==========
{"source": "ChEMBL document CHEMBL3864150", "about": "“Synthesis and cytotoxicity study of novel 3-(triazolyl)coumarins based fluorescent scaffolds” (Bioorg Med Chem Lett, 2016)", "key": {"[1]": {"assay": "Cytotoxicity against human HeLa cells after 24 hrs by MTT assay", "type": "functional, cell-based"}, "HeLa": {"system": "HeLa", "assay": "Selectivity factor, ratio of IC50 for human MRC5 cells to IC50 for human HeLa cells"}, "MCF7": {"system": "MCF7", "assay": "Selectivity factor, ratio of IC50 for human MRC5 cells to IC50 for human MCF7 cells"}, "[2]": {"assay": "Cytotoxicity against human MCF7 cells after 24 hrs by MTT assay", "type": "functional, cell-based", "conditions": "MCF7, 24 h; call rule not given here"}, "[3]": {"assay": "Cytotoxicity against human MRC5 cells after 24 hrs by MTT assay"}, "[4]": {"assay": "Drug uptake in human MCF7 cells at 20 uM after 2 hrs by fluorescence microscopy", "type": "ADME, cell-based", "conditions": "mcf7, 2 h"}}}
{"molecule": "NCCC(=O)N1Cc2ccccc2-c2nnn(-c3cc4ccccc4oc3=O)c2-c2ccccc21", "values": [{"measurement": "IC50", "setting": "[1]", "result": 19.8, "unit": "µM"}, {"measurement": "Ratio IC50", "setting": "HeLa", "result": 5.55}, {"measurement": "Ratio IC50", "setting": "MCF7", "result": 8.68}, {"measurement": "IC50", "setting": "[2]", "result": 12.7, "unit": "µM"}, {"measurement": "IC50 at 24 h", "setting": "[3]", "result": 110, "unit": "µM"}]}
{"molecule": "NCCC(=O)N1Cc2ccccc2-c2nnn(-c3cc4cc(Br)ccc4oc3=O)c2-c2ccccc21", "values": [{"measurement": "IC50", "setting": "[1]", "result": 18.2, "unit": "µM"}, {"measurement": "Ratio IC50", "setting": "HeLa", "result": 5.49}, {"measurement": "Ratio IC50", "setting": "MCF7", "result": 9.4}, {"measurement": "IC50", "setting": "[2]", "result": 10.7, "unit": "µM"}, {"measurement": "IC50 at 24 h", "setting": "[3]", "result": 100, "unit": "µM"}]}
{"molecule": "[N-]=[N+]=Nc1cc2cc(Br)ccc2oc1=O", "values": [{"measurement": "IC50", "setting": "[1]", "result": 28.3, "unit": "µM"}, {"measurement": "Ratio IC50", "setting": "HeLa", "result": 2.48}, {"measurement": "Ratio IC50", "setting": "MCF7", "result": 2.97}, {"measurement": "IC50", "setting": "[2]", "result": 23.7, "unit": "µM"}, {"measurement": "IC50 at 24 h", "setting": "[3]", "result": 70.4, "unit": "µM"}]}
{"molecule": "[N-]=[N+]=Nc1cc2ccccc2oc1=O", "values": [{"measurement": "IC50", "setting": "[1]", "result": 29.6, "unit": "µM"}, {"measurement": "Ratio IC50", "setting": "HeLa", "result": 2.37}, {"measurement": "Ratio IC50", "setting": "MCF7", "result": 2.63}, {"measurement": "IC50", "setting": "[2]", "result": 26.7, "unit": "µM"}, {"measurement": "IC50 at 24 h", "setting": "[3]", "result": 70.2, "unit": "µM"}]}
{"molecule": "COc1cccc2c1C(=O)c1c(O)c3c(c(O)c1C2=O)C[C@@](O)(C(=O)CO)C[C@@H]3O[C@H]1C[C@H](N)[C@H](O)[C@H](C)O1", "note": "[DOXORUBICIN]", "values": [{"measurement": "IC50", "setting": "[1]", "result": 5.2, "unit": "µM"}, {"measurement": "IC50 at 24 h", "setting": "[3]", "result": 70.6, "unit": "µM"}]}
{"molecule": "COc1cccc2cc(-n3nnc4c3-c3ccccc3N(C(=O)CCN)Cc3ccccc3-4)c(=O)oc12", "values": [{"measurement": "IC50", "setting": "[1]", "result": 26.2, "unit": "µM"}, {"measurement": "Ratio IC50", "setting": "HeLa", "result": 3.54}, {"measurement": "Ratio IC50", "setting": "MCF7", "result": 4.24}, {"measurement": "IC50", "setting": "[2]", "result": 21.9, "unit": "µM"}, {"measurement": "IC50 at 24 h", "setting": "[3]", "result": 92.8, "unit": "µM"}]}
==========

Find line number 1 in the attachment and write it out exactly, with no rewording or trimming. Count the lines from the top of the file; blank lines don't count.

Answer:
{"source": "ChEMBL document CHEMBL3864150", "about": "“Synthesis and cytotoxicity study of novel 3-(triazolyl)coumarins based fluorescent scaffolds” (Bioorg Med Chem Lett, 2016)", "key": {"[1]": {"assay": "Cytotoxicity against human HeLa cells after 24 hrs by MTT assay", "type": "functional, cell-based"}, "HeLa": {"system": "HeLa", "assay": "Selectivity factor, ratio of IC50 for human MRC5 cells to IC50 for human HeLa cells"}, "MCF7": {"system": "MCF7", "assay": "Selectivity factor, ratio of IC50 for human MRC5 cells to IC50 for human MCF7 cells"}, "[2]": {"assay": "Cytotoxicity against human MCF7 cells after 24 hrs by MTT assay", "type": "functional, cell-based", "conditions": "MCF7, 24 h; call rule not given here"}, "[3]": {"assay": "Cytotoxicity against human MRC5 cells after 24 hrs by MTT assay"}, "[4]": {"assay": "Drug uptake in human MCF7 cells at 20 uM after 2 hrs by fluorescence microscopy", "type": "ADME, cell-based", "conditions": "mcf7, 2 h"}}}